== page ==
Space For Rent

Space For Rent
Wednesday, September 9, 2015, Bhadra 25, 1422 BS, Zilqad 24, 1436 Hijr


Commentary
A few questions around the national pay scale
Syed Badrul Ahsan
Published :Wednesday, 9 September, 2015,  Time : 12:00 AM  View Count : 29

The cabinet has approved a proposed national pay scale for government servants and the three defence services. Obviously, the move has meant an enormous increase in salaries for everyone who happens to be part of the nation's administrative and defence structure. The pay has nearly doubled, which in turn calls attention to the critical question of how the government plans to meet this additional burden on the exchequer. That there has been an increase in pay is not in question, surely. But what certainly leaves people in a state of worry is the degree of it. Rarely has there been an instance of government salaries being raised, at one go, by a hundred per cent or something close to it.
And now, additionally, we have the issue of the special grades, two in number, which have come linked to the salary rise. The first special grade includes in its fold the Cabinet Secretary, the Principal Secretary to the Prime Minister and the chiefs of the three defence services. The pay in this category has made a quantum leap from Tk. 45,000 to Tk. 86,000. In the second special grade, which places lieutenant generals and senior secretaries of the government on the same plane, the jump has been from Tk. 42,000 to Tk. 82,000. The query which comes in here relates to the creation of the two special grades. What are the defining features of a special grade? More to the point, how do the two special grades under the new pay scale vary? Finally, in a move that is aimed at promoting or enhancing the welfare of government employees, why was a need at all felt for the creation of these two special grades?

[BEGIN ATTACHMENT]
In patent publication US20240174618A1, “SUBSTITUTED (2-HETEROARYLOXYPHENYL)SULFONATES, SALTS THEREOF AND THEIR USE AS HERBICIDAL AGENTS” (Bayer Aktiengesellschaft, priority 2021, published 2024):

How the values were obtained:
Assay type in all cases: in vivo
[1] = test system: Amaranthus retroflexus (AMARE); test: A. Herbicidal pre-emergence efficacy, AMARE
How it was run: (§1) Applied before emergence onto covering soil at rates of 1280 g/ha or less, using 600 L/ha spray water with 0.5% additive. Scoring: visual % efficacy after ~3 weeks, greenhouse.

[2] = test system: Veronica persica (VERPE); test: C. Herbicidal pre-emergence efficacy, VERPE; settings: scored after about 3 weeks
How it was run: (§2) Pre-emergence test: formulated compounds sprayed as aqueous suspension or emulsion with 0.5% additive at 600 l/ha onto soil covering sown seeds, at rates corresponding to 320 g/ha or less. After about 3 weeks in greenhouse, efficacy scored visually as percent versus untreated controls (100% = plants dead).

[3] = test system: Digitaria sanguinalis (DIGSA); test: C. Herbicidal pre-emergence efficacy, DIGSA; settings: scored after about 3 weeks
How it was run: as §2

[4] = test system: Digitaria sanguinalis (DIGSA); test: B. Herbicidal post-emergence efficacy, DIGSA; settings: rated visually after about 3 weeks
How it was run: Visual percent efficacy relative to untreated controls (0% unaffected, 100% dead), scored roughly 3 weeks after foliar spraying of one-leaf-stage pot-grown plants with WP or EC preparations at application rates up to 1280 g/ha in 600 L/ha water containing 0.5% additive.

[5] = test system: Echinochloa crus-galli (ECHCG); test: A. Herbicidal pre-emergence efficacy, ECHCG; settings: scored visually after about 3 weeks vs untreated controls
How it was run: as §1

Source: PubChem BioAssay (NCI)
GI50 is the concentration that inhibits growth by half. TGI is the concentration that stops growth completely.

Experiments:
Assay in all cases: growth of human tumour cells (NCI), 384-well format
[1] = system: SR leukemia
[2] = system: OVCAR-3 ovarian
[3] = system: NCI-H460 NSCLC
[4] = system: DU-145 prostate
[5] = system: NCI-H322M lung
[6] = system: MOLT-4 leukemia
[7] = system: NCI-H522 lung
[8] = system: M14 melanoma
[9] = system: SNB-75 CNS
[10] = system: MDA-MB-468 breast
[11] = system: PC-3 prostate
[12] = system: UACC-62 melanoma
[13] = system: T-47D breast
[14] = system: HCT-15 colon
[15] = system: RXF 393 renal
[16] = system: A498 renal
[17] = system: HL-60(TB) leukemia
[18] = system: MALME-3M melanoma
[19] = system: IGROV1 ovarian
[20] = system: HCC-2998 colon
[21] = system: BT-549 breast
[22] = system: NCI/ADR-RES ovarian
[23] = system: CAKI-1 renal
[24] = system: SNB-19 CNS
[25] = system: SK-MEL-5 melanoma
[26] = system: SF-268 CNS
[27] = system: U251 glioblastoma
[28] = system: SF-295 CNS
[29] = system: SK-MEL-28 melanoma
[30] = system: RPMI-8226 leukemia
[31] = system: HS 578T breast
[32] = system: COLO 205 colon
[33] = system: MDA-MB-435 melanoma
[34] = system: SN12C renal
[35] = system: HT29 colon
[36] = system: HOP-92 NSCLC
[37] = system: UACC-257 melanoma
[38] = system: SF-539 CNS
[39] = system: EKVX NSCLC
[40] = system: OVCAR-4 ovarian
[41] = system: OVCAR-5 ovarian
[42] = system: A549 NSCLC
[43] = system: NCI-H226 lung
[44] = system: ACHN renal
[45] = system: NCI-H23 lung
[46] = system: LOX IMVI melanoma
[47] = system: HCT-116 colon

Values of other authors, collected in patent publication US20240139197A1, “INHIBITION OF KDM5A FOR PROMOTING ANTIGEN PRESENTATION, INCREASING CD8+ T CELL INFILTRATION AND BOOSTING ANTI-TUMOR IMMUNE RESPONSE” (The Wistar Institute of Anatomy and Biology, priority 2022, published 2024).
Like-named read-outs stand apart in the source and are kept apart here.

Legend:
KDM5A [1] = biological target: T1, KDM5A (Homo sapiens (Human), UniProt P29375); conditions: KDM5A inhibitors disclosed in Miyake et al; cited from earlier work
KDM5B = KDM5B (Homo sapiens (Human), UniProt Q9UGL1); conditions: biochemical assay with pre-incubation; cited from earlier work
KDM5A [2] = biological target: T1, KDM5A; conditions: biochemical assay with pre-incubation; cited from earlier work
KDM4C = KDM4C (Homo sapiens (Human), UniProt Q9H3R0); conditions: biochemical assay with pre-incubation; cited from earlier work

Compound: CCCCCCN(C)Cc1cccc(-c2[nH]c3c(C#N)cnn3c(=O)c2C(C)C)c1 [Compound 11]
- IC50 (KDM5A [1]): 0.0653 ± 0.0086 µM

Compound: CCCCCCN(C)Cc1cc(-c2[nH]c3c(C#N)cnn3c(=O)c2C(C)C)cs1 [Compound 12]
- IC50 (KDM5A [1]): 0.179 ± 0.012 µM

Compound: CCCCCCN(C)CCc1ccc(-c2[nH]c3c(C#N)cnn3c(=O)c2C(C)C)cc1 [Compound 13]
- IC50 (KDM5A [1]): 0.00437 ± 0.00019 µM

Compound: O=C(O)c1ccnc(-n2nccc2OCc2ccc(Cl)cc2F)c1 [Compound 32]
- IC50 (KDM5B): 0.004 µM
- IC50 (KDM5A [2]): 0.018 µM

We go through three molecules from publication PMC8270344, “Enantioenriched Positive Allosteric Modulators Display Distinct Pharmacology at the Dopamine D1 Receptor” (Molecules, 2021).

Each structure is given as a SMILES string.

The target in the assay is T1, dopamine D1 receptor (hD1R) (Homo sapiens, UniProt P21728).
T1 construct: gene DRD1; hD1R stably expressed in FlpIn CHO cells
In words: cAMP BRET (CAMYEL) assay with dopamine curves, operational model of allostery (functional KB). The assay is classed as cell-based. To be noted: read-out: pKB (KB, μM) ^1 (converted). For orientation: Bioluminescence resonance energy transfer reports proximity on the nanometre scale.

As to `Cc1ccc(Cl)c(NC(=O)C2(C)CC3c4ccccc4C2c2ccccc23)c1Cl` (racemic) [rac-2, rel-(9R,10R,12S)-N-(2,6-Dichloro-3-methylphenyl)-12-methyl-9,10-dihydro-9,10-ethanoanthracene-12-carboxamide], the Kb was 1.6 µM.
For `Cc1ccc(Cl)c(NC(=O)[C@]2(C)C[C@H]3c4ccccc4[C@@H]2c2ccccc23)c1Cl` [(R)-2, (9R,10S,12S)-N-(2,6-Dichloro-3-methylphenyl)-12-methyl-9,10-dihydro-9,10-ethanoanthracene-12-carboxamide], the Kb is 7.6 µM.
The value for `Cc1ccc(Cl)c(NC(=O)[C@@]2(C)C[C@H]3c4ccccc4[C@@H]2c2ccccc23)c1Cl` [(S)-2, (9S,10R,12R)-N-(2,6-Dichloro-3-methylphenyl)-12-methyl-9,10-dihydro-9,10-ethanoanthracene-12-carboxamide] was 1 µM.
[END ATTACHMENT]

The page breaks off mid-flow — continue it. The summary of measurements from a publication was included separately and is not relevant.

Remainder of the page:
A crucial question regarding the new pay scale arises through an observation of the placing of senior government secretaries vis-?-vis senior military officers. There is, for instance, the matter of the defence secretary whose position logically places him above all senior military officials, including the chiefs of the three services. That is what protocol demands and yet the new pay scale gives the defence secretary, who heads the ministry responsible for defence related matters, a perch below those who are supposed to be under his authority. Precedence appears to have been disturbed, to a point where a senior secretary, and not just the defence secretary, must draw salaries lower than those who technically should be below them in designation or rank. Much room for anomaly has thus been created here. Are we to suppose that the defence services are above the Ministry of Defence?
Clearly the gravest ramification of the proposed national pay scale is the havoc it will create in the market for people belonging to professions outside the government. Teachers, doctors, engineers, NGO workers, journalists, transport workers --- you name it --- will now feel the crunch because traders will seize the opportunity to raise the prices of their goods in light of the national pay rise. Think of it. A nearly hundred per cent pay rise will, given the bad tradition of greedy trade that has been part of life in this country, lead to a nearly hundred per cent rise in the prices of household commodities. That means basically food. It also means all those other factors on which normal life is dependent. With the prices of gas and electricity already having risen, and now with the pay scale factor coming in, citizens will find it harder to breathe.
By all means, let us have a pay rise for government servants, but let that be confined to the rational. And that question of precedence? It calls for a quick, convincing response. Indeed, it calls for a correction.













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